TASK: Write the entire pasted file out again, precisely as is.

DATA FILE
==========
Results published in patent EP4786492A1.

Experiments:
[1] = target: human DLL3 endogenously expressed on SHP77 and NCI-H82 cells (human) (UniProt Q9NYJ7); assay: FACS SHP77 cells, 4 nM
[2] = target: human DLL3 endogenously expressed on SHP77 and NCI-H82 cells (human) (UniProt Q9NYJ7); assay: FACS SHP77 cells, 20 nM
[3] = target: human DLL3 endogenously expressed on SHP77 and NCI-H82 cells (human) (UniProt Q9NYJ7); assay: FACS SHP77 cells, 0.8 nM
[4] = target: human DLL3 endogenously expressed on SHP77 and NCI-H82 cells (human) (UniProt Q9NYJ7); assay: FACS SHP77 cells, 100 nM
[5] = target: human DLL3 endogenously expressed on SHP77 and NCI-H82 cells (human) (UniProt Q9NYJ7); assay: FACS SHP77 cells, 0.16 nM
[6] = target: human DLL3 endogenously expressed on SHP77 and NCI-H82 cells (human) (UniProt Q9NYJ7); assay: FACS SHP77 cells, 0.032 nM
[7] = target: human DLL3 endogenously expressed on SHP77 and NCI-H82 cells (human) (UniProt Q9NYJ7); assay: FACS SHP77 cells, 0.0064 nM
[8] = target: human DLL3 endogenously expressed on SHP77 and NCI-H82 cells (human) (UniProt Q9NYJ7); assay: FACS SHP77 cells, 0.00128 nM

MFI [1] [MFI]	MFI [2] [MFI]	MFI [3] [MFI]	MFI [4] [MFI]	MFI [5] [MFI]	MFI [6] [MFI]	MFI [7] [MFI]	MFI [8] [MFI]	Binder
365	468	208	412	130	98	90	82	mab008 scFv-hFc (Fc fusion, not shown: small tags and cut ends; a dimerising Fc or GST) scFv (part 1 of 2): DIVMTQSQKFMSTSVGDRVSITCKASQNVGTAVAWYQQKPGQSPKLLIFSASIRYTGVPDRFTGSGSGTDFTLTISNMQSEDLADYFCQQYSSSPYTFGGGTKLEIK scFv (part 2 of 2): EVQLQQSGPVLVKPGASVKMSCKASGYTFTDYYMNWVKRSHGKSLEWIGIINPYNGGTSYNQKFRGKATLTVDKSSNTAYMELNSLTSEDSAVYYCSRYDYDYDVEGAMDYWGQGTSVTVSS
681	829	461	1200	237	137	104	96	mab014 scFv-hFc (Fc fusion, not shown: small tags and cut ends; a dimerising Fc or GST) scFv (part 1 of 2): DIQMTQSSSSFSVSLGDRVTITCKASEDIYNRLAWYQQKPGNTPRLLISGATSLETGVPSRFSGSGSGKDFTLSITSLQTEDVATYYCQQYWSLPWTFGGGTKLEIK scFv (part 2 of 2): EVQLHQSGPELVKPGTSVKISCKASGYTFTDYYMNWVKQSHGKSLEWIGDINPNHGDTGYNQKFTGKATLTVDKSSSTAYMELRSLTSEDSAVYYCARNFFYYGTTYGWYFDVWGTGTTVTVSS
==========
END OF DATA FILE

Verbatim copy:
Results published in patent EP4786492A1.

Experiments:
[1] = target: human DLL3 endogenously expressed on SHP77 and NCI-H82 cells (human) (UniProt Q9NYJ7); assay: FACS SHP77 cells, 4 nM
[2] = target: human DLL3 endogenously expressed on SHP77 and NCI-H82 cells (human) (UniProt Q9NYJ7); assay: FACS SHP77 cells, 20 nM
[3] = target: human DLL3 endogenously expressed on SHP77 and NCI-H82 cells (human) (UniProt Q9NYJ7); assay: FACS SHP77 cells, 0.8 nM
[4] = target: human DLL3 endogenously expressed on SHP77 and NCI-H82 cells (human) (UniProt Q9NYJ7); assay: FACS SHP77 cells, 100 nM
[5] = target: human DLL3 endogenously expressed on SHP77 and NCI-H82 cells (human) (UniProt Q9NYJ7); assay: FACS SHP77 cells, 0.16 nM
[6] = target: human DLL3 endogenously expressed on SHP77 and NCI-H82 cells (human) (UniProt Q9NYJ7); assay: FACS SHP77 cells, 0.032 nM
[7] = target: human DLL3 endogenously expressed on SHP77 and NCI-H82 cells (human) (UniProt Q9NYJ7); assay: FACS SHP77 cells, 0.0064 nM
[8] = target: human DLL3 endogenously expressed on SHP77 and NCI-H82 cells (human) (UniProt Q9NYJ7); assay: FACS SHP77 cells, 0.00128 nM

MFI [1] [MFI]	MFI [2] [MFI]	MFI [3] [MFI]	MFI [4] [MFI]	MFI [5] [MFI]	MFI [6] [MFI]	MFI [7] [MFI]	MFI [8] [MFI]	Binder
365	468	208	412	130	98	90	82	mab008 scFv-hFc (Fc fusion, not shown: small tags and cut ends; a dimerising Fc or GST) scFv (part 1 of 2): DIVMTQSQKFMSTSVGDRVSITCKASQNVGTAVAWYQQKPGQSPKLLIFSASIRYTGVPDRFTGSGSGTDFTLTISNMQSEDLADYFCQQYSSSPYTFGGGTKLEIK scFv (part 2 of 2): EVQLQQSGPVLVKPGASVKMSCKASGYTFTDYYMNWVKRSHGKSLEWIGIINPYNGGTSYNQKFRGKATLTVDKSSNTAYMELNSLTSEDSAVYYCSRYDYDYDVEGAMDYWGQGTSVTVSS
681	829	461	1200	237	137	104	96	mab014 scFv-hFc (Fc fusion, not shown: small tags and cut ends; a dimerising Fc or GST) scFv (part 1 of 2): DIQMTQSSSSFSVSLGDRVTITCKASEDIYNRLAWYQQKPGNTPRLLISGATSLETGVPSRFSGSGSGKDFTLSITSLQTEDVATYYCQQYWSLPWTFGGGTKLEIK scFv (part 2 of 2): EVQLHQSGPELVKPGTSVKISCKASGYTFTDYYMNWVKQSHGKSLEWIGDINPNHGDTGYNQKFTGKATLTVDKSSSTAYMELRSLTSEDSAVYYCARNFFYYGTTYGWYFDVWGTGTTVTVSS